US Telcos Continue To Embrace Apathy As A Business Model
from the blatant-disinterest-isn't-a-strategy dept
For more than a decade we’ve noted how the US broadband industry’s biggest problem is a lack of healthy competition. In countless markets consumers either have the choice of a terrible phone company or a cable giant. The nation’s phone companies have spent the last decade refusing to upgrade (or in some cases even repair) their aging DSL lines, because they don’t see residential broadband as worth their while. That, in turn, is giving giants like Comcast and Spectrum an ever greater monopoly in many markets, reducing the already muted incentive to compete on price or shore up comically terrible customer service.
While that may be great for cable companies, execs, and investors, it’s not so great for consumers whose only choice of broadband is aging DSL from an apathetic telco. Instead of upgrading its customers to fiber across more than 20 states, US telco CenturyLink (recently rebranded “Lumen”) announced it would be selling much of the company’s copper DSL and phone network to private equity firm Apollo. Under the $7.5 billion dollar deal CenturyLink will keep the customers it actually cares about, then throw the (mostly rural) customers it doesn’t care about at a private equity firm that isn’t likely to upgrade them either.
Apollo, primarily famous for acquiring old newspapers, lobotomizing them, then stripping them for parts, claims it will upgrade many of these users to fiber. But that doesn’t seem particularly likely given their track record, or the track record of similar deals like this, which basically involves shuffling ownership of aging DSL lines nobody wants to actually upgrade, then milking the assets until the next sale. Many of these customers have been stuck on expensive, slow DSL for the better part of fifteen years as they get shuffled from disinterested owner to disinterested owner:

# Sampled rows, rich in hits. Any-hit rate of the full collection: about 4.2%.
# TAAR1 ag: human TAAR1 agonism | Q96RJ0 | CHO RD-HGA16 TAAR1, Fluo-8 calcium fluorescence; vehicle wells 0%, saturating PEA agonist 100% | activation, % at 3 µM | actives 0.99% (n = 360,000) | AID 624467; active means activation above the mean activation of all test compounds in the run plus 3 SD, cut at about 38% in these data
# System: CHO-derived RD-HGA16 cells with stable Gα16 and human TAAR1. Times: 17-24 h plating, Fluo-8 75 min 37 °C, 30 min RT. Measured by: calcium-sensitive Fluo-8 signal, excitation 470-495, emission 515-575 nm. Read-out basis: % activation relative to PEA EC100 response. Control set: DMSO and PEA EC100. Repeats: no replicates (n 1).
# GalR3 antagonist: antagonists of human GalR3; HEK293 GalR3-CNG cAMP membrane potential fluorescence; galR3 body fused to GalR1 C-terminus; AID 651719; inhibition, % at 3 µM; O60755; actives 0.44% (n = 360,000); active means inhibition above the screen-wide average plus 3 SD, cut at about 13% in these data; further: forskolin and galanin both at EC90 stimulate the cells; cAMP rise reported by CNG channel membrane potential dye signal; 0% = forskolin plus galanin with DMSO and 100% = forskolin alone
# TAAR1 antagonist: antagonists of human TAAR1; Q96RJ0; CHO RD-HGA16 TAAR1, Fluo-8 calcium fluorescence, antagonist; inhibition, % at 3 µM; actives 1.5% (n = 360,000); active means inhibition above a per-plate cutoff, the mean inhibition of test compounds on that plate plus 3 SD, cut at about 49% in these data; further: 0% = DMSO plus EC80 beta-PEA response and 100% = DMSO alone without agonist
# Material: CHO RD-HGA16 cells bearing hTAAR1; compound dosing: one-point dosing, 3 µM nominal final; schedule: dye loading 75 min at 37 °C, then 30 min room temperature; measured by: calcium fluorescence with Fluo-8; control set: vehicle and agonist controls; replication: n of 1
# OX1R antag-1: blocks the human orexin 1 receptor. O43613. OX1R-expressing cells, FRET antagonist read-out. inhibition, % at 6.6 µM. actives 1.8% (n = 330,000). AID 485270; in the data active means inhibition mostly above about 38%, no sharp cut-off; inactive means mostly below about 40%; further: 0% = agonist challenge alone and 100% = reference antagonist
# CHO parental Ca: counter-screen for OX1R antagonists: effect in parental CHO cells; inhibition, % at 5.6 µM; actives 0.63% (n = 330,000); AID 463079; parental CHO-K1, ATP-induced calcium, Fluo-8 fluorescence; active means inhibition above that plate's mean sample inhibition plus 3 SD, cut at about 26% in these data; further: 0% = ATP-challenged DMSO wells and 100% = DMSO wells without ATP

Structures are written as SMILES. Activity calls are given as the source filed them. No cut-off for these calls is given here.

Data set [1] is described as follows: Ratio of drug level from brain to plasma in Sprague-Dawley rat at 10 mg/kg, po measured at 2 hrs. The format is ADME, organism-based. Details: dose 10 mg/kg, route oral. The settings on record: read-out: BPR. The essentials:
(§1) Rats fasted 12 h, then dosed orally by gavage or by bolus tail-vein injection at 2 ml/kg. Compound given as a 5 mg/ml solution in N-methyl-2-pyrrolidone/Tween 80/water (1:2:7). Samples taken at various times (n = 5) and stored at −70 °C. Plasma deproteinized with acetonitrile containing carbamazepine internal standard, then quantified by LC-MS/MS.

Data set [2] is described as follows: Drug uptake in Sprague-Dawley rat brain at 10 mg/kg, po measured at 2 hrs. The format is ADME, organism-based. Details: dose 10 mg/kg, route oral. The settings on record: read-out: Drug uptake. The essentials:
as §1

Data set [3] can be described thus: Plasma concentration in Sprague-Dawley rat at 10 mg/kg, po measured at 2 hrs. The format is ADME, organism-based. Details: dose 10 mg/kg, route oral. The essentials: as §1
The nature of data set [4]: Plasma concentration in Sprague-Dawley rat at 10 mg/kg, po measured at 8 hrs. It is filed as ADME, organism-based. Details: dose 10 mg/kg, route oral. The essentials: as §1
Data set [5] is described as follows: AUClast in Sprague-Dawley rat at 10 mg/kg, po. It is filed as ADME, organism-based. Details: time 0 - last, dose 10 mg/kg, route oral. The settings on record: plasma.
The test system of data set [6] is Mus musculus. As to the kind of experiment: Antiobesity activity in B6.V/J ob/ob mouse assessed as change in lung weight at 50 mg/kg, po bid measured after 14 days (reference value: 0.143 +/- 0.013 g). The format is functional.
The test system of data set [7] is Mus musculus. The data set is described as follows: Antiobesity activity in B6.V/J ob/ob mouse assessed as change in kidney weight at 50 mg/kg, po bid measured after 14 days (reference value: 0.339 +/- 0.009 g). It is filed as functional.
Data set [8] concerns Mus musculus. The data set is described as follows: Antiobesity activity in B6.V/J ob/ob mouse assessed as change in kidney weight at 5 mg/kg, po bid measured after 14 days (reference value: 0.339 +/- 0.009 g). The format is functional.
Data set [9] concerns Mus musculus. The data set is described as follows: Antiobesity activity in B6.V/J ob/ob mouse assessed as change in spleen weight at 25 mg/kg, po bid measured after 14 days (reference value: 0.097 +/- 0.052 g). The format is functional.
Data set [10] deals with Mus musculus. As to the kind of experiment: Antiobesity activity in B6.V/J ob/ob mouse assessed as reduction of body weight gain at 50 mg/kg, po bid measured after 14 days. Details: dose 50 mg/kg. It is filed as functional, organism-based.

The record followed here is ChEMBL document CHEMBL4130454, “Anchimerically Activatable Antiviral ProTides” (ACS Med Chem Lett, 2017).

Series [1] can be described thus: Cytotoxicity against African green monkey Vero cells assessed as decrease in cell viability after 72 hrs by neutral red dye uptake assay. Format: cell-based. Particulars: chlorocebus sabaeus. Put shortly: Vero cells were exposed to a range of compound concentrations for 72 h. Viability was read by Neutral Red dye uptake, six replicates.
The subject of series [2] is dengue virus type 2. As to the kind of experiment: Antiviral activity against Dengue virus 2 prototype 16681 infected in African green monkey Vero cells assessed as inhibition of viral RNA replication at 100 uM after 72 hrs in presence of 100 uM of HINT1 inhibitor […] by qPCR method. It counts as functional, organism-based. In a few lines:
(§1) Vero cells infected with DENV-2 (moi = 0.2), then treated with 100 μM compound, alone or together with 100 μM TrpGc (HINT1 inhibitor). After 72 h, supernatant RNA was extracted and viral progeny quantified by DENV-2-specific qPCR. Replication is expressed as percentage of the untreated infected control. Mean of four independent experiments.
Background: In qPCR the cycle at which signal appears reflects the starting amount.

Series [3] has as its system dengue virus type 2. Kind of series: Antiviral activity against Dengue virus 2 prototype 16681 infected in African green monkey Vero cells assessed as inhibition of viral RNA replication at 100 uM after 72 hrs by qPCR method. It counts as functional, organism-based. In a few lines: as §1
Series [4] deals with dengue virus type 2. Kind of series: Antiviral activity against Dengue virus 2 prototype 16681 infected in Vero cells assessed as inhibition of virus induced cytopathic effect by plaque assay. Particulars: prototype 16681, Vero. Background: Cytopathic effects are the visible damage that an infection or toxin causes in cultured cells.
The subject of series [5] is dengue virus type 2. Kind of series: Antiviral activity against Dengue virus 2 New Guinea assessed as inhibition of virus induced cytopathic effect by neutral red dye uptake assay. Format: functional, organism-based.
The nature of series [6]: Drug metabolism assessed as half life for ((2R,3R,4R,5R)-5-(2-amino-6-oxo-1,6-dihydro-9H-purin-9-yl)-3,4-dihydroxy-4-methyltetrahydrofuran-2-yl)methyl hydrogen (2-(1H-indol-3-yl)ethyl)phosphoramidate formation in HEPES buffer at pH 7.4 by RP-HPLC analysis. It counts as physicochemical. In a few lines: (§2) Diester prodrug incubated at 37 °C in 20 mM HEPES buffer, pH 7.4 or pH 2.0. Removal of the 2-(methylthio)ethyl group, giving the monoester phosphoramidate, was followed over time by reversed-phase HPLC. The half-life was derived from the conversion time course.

“It will be interesting to see if Apollo can do better than other past forays with buying copper networks. I can?t think of one of these mega-deals where buying copper networks has gone well. I think back on the purchases by Frontier, Fairpoint, Iowa Telephone, Windstream, Citizens, and others that never panned out ? and those deals were for copper that wasn’t as ancient as is coming in this sale. Some of the rural customers in this sale have seen the name of the incumbent telco change several times ? but they haven?t seen improvements in copper for decades.”
The cycle of apathy is directly responsible for the surging interest in local community and municipal broadband networks, often run by people who actually give two flying shits about the communities they’re dealing with. Of course instead of embracing those alternatives as a productive way to shore up overall broadband access (during a plague, no less), many US policymakers have instead demonized and tried to ban them.